Operator Spotlight
Technical & Product

Meet AWS VP, Technology and Customer Solutions Francessca Vasquez

Caroline Caswell

“How did they do that? How did they get there?” Companies succeed because of the people who build them – operating leaders who grow businesses to new heights and make decisions every day that can impact entire industries. Each month, our Operator Spotlight gives you the inside track from one of our incredible Operator LPs (Limited Partners) who are changing the game – building and scaling some of the world’s most successful companies. Read on for lessons learned and mistakes made, perspectives from the top, practical advice, and ideas on what’s next. 

This month, we spoke with Francessca Vasquez, VP, Technology and Customer Solutions at Amazon Web Services (AWS). Her team helps customers enable digital transformation, deliver new customer experiences, and drive business innovation outcomes. Francessca also serves as the Executive Sponsor for the AWS Global CIO Council. Prior to AWS, Francessca spent 11 years with Oracle, most recently as the Group Vice President of the North America Cloud Infrastructure team. She’s held numerous leadership roles in consulting, business development, and business-technology architecture strategy with Salesforce, CSC (now DXC) Sun Microsystems, and the U.S. Department of Defense (DoD).

You’ve held big roles at big companies, what have been some of the throughlines of your career? 

FRANCESSCA: My career has spanned over 25 years, exclusively in the technology space. A key through line is working directly with customers and solving their problems, across industries and functions. I’ve worked within consulting, engineering, sales, architecture, and product, and the benefit has been to truly experience the full lifecycle. I’ve also switched between opportunities within the Americas and globally, and I truly believe that sometimes your passions just find you. Jeff Bezos often says some people find their career, but some people are lucky enough to find their calling. I feel like I’ve found my calling. 

Your role spans several key areas – technology architecture, enterprise modernization & migration, innovation engineering, and workforce diversity, equity & inclusion across the worldwide commercial organization (!!). What’s your approach to prioritizing and helping your teams stay focused?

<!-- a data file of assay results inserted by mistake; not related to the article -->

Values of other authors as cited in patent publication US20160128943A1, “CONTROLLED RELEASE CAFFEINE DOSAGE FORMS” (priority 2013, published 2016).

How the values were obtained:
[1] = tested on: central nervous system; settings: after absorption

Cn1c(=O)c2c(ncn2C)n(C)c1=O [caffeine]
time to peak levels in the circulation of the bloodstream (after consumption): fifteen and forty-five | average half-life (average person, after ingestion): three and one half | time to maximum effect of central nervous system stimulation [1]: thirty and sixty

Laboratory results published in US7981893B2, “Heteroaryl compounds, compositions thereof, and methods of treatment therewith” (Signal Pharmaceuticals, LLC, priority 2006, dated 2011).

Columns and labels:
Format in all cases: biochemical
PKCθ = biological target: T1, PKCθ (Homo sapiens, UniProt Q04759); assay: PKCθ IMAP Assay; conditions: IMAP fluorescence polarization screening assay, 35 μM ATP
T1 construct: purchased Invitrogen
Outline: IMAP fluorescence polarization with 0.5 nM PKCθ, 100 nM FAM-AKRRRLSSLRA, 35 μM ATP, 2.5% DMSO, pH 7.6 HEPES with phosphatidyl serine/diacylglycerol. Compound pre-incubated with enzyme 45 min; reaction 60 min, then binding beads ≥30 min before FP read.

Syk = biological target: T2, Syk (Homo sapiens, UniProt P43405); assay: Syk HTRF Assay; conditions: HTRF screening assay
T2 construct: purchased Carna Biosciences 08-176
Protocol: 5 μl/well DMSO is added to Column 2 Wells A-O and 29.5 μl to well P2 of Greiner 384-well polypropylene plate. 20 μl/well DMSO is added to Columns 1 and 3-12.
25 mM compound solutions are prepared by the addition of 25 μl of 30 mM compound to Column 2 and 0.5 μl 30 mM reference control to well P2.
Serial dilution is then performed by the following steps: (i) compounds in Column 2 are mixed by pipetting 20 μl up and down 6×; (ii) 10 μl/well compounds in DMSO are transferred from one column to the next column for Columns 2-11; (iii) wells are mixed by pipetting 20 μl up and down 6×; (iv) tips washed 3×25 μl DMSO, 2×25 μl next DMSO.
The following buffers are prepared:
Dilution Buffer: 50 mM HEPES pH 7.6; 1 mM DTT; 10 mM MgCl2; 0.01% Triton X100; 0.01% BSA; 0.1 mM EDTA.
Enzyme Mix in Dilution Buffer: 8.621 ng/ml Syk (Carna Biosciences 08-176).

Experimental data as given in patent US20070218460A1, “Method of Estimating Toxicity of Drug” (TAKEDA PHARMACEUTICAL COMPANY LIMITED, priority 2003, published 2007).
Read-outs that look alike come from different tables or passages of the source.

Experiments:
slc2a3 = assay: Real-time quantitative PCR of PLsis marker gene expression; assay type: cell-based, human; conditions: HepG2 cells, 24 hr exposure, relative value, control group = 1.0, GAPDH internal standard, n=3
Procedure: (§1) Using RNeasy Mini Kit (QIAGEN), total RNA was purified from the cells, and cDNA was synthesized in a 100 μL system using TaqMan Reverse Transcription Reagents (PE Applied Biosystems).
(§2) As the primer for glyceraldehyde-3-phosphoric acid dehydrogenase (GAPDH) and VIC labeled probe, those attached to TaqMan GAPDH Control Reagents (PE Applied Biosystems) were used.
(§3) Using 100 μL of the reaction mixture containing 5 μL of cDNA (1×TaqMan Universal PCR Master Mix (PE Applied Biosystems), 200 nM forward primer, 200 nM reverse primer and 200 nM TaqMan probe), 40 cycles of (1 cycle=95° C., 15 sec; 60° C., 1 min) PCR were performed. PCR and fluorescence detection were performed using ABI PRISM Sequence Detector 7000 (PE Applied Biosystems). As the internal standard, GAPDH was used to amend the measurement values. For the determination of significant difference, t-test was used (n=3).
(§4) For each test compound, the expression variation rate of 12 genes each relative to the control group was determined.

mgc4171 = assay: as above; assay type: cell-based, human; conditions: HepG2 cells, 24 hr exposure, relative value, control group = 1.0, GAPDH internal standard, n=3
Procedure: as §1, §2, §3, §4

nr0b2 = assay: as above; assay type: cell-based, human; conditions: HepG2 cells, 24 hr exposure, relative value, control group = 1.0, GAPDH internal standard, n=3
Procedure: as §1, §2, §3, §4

FRANCESSCA: The days vary, but all my teams work side by side with customers on how to enable their best outcomes and move them to the cloud in the most innovative and efficient way. To do this well, and for the customer experience to be strong, I spend a good portion of my time developing talent. I spend about 50% of my time focused on leadership development, talent movement, and how we live up to our value of being Earth’s best employer. As part of that, I prioritize on how inclusion, diversity, and equity tie into my business strategy, which has allowed my organization to innovate faster. 

The other 50% is driving innovation for customers through strategy planning or operational execution. Whether B2B or B2C, customers tend to be “divinely discontent”. They always want a better experience, and they should. I’m constantly trying to explore new ways for customers to achieve their business outcomes and experiment with metrics, data, and customer feedback to drive shifts in our business. I’m regularly with customers and enabling my team to remain Day 1 in their approach to solve customer problems. 

Outside of work, I spend my time in the community. It’s truly a passion of mine, and it keeps me fueled. I participate in a nonprofit sponsored by the PGA called First Tee. I love mentoring, youth development, and empowering community through golf.  

Helping a range of customers understand and get the most out of rapidly changing technology can come with significant challenges. What’s a key skill needed for success?  

FRANCESSCA: Emotional intelligence, communication and critical thinking. Every customer has a unique set of opportunities and challenges and you are constantly problem solving. You need to be able to look at their today, their tomorrow, and their next year and really understand them. It’s all about putting yourself in their shoes, building a relationship, and earning their trust. I think many customers are also hyper-focused on shaping their cultures to be more innovative.